Revision Notes

Respiration- R2101 Exam Question

Question on respiration and the impact of waterlogging on roots – R2101 – February 2015



a) Name the site of aerobic respiration in the cell. (1 mark)

b) State the basic equation for aerobic respiration. (3 marks)


c) Describe the effects of waterlogged soils on plant roots. (6 marks)




a. Mitochondrion

b. This can be written either as chemical formula or a word equation. (See below.)

Glucose + oxygen -> carbon dioxide + water + energy
(in the mitochondria of the cell)

1C6H12O6 + 6O2 -> 6CO2 + 6H2O + 38ATP
(in the mitochondria of the cell)

The examiners note that both chemical formula and word equations were accepted. Marks were awarded for correct inputs and products as long as they were on the correct sides of the equation.


Sample Answer:

In waterlogged soils, the soil pores, which normally contain both air and water, become filled with water. In most plants, roots rely on the air in soil pores to supply oxygen for respiration, so in waterlogged soils aerobic respiration cannot occur. Instead, anaerobic respiration occurs. The equation for anaerobic respiration is:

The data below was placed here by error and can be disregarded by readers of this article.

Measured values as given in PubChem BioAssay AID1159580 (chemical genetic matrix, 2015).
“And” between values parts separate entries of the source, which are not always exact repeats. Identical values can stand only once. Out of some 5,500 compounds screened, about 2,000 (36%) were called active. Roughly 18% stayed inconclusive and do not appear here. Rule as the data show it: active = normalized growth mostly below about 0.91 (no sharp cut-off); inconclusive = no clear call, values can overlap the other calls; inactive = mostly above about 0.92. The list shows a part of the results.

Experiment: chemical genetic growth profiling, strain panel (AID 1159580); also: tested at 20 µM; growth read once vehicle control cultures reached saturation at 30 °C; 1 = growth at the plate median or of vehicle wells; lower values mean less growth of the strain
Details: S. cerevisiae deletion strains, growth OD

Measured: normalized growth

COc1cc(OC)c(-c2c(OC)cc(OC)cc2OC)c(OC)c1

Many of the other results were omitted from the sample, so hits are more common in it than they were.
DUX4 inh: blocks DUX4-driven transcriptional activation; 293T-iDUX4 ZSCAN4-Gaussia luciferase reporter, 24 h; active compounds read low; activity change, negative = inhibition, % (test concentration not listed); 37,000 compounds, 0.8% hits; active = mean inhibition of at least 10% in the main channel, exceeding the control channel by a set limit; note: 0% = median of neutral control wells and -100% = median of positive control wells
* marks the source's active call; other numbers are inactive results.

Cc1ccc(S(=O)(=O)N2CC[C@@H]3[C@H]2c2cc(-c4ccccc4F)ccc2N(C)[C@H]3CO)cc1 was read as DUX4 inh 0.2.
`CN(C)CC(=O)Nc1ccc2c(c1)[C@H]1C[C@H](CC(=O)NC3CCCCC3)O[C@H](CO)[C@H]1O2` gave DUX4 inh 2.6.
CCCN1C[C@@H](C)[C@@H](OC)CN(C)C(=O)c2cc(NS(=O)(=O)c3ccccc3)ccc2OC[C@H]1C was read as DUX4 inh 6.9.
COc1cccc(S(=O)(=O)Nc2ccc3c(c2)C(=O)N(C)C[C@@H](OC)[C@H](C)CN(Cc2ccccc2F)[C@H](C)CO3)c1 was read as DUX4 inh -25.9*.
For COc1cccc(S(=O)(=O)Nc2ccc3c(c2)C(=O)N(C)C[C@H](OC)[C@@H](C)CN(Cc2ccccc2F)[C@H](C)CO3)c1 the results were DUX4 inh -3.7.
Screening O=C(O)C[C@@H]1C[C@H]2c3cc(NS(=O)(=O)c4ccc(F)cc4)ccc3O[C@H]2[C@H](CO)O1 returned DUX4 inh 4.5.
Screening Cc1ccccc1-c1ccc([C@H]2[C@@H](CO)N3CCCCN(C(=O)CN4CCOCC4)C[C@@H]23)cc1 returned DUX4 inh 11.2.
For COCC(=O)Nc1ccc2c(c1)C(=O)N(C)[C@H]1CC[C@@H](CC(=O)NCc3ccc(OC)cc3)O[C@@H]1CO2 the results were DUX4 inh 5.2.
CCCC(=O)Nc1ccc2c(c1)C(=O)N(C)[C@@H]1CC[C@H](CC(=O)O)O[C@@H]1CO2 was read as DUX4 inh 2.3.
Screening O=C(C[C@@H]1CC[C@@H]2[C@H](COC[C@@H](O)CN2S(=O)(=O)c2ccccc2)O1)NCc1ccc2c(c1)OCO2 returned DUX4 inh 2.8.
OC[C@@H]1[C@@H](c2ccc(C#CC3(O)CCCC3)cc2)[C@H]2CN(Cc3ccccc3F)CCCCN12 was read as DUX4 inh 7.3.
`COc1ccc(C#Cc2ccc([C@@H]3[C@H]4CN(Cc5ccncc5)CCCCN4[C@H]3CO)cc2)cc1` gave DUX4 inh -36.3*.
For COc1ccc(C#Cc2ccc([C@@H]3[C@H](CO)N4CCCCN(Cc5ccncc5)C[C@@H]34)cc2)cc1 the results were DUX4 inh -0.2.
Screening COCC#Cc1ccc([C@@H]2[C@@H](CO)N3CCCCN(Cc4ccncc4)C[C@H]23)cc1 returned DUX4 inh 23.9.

C6H12O6 = 2C2H5OH + 2CO2 + 2ATP (energy)

Anaerobic respiration is much less efficient than aerobic respiration, producing much less ATP per glucose molecule. The ethanol produced during anaerobic respiration is toxic and if it builds up can cause cell and root death. Roots may rot away completely, with few remaining. Damaged roots appear blackened. Root death has a serious impact on plant growth and can lead to a significant reduction in crop yields.

Some plants have root adaptations that allow them to grow successfully in waterlogged conditions. Mangrove trees, for example, have specialised roots known as pneumatophores which have an upward appendage or extension that emerges from the water or mud, ensuring that the root system can obtain oxygen in otherwise anaerobic conditions.

Other plants, for example, water lilies, develop aerenchyma. These are air spaces in the roots and stems which allow diffusion of oxygen from the aerial portions of the plant into the roots.

The examiner’s note that students who recognised this question ‘was concerned with respiration and described the effects of waterlogging in root cells as well as on the root as an organ gained higher marks’.


Candidates who described root adaptations to waterlogging, e.g. pneumatophores also gained marks.

Background Reading

Learn more about waterlogging.

Introduction to photosynthesis and respiration

Plant adaptations to extreme environments.

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